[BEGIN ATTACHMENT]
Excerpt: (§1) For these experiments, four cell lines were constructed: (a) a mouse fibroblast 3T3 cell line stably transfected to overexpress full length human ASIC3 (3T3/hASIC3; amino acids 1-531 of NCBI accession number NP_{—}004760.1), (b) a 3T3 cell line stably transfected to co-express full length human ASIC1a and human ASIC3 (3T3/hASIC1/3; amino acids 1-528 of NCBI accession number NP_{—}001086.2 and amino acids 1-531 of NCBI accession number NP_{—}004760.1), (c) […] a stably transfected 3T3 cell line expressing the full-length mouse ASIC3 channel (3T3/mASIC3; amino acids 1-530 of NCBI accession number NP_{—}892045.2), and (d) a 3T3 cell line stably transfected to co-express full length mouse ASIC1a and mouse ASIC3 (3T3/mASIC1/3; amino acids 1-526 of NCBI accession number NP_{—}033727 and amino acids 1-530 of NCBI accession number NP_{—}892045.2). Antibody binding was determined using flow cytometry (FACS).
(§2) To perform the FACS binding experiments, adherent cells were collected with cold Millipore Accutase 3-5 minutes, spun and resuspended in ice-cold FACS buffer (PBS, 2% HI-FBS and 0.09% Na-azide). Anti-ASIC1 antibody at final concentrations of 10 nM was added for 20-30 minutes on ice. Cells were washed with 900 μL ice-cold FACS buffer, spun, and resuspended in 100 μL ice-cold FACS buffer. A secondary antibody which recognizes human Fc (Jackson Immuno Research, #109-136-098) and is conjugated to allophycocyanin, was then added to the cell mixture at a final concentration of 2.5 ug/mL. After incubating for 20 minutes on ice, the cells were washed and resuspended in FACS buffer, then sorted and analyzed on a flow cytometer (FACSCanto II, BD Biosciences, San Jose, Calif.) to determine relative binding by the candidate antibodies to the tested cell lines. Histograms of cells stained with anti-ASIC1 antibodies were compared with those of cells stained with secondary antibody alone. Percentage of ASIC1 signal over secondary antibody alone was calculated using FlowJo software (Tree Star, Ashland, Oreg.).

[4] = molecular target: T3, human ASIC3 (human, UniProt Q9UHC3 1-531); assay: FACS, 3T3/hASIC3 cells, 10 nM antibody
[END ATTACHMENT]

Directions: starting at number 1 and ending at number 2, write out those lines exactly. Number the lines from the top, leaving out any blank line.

Excerpt: (§1) For these experiments, four cell lines were constructed: (a) a mouse fibroblast 3T3 cell line stably transfected to overexpress full length human ASIC3 (3T3/hASIC3; amino acids 1-531 of NCBI accession number NP_{—}004760.1), (b) a 3T3 cell line stably transfected to co-express full length human ASIC1a and human ASIC3 (3T3/hASIC1/3; amino acids 1-528 of NCBI accession number NP_{—}001086.2 and amino acids 1-531 of NCBI accession number NP_{—}004760.1), (c) […] a stably transfected 3T3 cell line expressing the full-length mouse ASIC3 channel (3T3/mASIC3; amino acids 1-530 of NCBI accession number NP_{—}892045.2), and (d) a 3T3 cell line stably transfected to co-express full length mouse ASIC1a and mouse ASIC3 (3T3/mASIC1/3; amino acids 1-526 of NCBI accession number NP_{—}033727 and amino acids 1-530 of NCBI accession number NP_{—}892045.2). Antibody binding was determined using flow cytometry (FACS).
(§2) To perform the FACS binding experiments, adherent cells were collected with cold Millipore Accutase 3-5 minutes, spun and resuspended in ice-cold FACS buffer (PBS, 2% HI-FBS and 0.09% Na-azide). Anti-ASIC1 antibody at final concentrations of 10 nM was added for 20-30 minutes on ice. Cells were washed with 900 μL ice-cold FACS buffer, spun, and resuspended in 100 μL ice-cold FACS buffer. A secondary antibody which recognizes human Fc (Jackson Immuno Research, #109-136-098) and is conjugated to allophycocyanin, was then added to the cell mixture at a final concentration of 2.5 ug/mL. After incubating for 20 minutes on ice, the cells were washed and resuspended in FACS buffer, then sorted and analyzed on a flow cytometer (FACSCanto II, BD Biosciences, San Jose, Calif.) to determine relative binding by the candidate antibodies to the tested cell lines. Histograms of cells stained with anti-ASIC1 antibodies were compared with those of cells stained with secondary antibody alone. Percentage of ASIC1 signal over secondary antibody alone was calculated using FlowJo software (Tree Star, Ashland, Oreg.).